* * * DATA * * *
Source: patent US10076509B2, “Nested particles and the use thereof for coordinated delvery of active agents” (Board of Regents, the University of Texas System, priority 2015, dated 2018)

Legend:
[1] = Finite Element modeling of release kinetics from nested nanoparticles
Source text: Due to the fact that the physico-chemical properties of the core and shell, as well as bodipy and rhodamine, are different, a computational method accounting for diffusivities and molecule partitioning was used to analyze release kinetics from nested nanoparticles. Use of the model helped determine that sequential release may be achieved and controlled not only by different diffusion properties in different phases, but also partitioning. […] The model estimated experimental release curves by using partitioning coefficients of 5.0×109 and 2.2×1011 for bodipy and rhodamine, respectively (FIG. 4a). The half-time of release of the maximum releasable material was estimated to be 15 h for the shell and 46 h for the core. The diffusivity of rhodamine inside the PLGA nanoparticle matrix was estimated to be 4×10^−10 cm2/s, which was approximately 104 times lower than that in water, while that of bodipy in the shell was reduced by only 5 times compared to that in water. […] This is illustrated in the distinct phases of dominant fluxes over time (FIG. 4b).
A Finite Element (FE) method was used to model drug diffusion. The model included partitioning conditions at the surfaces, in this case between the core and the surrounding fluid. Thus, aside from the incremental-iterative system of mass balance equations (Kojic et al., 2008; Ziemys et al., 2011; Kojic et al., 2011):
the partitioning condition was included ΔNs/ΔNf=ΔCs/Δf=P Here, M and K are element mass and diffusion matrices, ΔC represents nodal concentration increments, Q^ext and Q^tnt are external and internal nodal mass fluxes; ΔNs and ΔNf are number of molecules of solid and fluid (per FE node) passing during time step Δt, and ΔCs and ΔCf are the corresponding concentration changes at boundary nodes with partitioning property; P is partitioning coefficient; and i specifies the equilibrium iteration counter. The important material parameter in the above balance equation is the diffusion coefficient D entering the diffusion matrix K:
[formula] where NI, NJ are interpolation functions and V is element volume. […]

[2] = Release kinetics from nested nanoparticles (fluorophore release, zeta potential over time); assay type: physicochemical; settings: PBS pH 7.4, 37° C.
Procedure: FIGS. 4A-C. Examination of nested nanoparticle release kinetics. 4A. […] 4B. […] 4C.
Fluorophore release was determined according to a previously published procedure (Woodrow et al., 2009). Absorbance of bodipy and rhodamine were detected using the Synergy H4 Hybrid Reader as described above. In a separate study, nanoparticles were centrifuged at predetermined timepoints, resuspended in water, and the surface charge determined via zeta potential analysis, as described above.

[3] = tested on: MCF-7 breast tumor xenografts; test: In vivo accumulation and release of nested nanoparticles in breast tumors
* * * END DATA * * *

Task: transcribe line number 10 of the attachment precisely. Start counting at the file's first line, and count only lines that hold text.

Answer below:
Fluorophore release was determined according to a previously published procedure (Woodrow et al., 2009). Absorbance of bodipy and rhodamine were detected using the Synergy H4 Hybrid Reader as described above. In a separate study, nanoparticles were centrifuged at predetermined timepoints, resuspended in water, and the surface charge determined via zeta potential analysis, as described above.